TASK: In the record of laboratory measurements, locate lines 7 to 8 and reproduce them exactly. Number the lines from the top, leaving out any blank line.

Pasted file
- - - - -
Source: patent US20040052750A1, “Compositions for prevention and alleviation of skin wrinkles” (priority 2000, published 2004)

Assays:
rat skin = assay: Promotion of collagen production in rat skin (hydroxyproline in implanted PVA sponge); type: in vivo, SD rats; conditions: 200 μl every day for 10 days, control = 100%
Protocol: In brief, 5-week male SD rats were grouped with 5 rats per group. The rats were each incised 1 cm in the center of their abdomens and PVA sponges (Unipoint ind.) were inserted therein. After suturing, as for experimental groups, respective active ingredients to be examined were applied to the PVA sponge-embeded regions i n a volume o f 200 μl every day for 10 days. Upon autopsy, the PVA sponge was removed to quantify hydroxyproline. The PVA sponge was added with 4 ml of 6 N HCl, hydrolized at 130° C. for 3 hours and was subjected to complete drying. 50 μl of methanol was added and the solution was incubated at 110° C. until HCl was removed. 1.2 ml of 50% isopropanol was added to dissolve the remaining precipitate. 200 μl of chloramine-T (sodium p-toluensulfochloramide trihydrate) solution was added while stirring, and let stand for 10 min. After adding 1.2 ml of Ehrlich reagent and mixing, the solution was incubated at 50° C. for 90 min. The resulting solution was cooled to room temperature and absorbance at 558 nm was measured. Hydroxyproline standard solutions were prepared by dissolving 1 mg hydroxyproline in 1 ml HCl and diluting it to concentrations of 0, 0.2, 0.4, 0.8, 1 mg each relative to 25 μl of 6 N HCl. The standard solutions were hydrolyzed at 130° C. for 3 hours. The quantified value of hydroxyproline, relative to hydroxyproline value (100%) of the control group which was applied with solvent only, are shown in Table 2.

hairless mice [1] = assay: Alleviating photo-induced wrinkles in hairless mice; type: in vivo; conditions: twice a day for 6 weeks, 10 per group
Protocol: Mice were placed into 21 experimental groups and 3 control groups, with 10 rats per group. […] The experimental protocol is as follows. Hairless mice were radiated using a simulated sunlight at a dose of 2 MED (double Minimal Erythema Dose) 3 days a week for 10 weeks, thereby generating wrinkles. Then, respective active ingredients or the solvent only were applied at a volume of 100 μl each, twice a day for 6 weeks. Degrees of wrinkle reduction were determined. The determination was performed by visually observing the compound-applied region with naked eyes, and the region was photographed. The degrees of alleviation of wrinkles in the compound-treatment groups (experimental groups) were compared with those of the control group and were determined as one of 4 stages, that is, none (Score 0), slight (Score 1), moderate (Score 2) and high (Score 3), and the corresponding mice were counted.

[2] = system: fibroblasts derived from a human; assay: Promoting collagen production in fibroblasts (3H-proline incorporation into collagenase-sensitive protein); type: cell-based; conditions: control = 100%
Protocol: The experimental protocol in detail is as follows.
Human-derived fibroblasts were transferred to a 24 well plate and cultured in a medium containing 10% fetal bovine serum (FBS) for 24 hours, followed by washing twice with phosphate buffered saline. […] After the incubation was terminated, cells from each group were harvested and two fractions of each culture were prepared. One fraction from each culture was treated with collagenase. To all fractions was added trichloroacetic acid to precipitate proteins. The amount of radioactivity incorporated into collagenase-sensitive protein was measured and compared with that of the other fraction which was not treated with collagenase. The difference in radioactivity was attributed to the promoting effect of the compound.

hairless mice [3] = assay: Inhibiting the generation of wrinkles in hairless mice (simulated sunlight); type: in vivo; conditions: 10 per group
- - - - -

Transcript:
[2] = system: fibroblasts derived from a human; assay: Promoting collagen production in fibroblasts (3H-proline incorporation into collagenase-sensitive protein); type: cell-based; conditions: control = 100%
Protocol: The experimental protocol in detail is as follows.